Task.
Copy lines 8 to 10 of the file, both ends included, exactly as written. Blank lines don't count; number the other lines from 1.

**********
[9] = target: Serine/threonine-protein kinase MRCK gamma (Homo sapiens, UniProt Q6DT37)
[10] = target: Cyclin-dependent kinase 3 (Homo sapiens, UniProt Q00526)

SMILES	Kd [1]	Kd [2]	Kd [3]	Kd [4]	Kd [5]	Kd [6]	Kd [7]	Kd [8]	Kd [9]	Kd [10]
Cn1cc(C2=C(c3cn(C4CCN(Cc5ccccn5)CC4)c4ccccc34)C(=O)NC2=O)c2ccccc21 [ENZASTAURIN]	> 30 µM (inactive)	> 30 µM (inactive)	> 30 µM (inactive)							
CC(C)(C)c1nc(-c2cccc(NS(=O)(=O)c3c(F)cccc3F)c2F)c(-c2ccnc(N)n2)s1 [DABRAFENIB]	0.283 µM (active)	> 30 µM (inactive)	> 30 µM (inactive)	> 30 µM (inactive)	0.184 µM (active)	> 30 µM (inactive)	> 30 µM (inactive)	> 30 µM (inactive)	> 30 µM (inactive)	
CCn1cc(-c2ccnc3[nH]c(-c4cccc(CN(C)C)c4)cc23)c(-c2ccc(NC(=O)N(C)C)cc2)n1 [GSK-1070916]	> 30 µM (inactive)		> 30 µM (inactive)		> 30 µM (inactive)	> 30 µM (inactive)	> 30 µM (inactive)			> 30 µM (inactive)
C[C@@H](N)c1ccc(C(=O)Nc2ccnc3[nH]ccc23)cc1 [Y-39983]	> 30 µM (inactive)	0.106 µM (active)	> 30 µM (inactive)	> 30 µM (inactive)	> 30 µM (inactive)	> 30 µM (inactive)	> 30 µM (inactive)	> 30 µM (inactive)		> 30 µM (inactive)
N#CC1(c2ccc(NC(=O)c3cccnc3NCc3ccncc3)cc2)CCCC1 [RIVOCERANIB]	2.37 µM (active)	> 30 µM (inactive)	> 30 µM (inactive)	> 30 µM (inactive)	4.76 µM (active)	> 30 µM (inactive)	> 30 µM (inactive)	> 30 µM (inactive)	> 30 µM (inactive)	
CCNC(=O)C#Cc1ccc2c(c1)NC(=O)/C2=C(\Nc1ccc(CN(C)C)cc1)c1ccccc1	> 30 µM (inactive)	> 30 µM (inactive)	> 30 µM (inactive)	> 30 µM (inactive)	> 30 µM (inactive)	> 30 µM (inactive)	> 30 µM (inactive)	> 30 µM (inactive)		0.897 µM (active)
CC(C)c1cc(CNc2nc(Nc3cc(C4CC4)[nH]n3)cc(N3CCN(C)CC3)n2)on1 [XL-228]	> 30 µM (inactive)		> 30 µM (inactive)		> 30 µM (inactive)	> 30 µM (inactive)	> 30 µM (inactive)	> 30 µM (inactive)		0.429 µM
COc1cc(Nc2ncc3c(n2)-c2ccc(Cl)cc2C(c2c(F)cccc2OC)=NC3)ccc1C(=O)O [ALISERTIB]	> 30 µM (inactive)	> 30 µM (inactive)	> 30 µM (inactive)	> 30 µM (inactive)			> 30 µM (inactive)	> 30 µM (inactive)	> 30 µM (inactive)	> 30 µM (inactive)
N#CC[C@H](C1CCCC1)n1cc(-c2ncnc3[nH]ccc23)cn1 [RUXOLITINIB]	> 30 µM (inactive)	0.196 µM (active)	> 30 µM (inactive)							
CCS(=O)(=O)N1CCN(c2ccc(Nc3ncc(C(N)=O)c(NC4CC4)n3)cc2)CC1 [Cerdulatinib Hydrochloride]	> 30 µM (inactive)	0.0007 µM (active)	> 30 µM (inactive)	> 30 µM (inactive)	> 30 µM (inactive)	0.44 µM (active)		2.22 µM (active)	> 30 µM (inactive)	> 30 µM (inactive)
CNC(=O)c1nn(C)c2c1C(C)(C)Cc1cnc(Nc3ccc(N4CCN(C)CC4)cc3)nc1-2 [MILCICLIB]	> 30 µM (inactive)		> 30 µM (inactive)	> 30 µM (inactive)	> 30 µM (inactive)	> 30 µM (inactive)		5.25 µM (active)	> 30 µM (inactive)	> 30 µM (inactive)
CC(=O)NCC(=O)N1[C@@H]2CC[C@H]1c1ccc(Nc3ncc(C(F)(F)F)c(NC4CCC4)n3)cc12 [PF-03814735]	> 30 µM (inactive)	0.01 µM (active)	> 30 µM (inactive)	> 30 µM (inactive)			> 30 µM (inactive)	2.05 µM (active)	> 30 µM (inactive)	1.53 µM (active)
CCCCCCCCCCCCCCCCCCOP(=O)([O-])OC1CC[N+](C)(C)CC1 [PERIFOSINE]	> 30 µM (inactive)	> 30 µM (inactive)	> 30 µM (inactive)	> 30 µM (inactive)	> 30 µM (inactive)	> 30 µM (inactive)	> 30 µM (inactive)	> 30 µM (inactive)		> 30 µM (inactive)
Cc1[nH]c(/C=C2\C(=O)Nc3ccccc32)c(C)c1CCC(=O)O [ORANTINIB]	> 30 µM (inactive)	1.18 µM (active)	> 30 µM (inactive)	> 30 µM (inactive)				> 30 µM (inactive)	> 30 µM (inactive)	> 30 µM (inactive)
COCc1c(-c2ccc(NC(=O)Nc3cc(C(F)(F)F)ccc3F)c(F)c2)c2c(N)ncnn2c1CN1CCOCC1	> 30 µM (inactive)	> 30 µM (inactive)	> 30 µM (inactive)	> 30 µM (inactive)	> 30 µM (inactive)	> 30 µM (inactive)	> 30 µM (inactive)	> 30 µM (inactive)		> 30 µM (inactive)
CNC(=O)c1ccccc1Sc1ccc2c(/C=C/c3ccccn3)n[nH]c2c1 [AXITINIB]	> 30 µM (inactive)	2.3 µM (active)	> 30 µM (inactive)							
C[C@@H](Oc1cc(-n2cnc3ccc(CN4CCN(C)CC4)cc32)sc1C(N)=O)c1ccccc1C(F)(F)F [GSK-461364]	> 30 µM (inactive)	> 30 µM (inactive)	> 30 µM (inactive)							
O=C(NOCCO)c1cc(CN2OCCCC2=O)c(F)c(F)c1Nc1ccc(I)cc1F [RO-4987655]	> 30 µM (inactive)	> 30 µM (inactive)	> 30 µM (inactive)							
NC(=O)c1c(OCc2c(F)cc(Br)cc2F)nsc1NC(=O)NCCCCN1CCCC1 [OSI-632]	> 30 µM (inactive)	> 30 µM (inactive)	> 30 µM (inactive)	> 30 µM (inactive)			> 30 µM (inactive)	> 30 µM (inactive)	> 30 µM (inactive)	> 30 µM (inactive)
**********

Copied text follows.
N#CC1(c2ccc(NC(=O)c3cccnc3NCc3ccncc3)cc2)CCCC1 [RIVOCERANIB]	2.37 µM (active)	> 30 µM (inactive)	> 30 µM (inactive)	> 30 µM (inactive)	4.76 µM (active)	> 30 µM (inactive)	> 30 µM (inactive)	> 30 µM (inactive)	> 30 µM (inactive)	
CCNC(=O)C#Cc1ccc2c(c1)NC(=O)/C2=C(\Nc1ccc(CN(C)C)cc1)c1ccccc1	> 30 µM (inactive)	> 30 µM (inactive)	> 30 µM (inactive)	> 30 µM (inactive)	> 30 µM (inactive)	> 30 µM (inactive)	> 30 µM (inactive)	> 30 µM (inactive)		0.897 µM (active)
CC(C)c1cc(CNc2nc(Nc3cc(C4CC4)[nH]n3)cc(N3CCN(C)CC3)n2)on1 [XL-228]	> 30 µM (inactive)		> 30 µM (inactive)		> 30 µM (inactive)	> 30 µM (inactive)	> 30 µM (inactive)	> 30 µM (inactive)		0.429 µM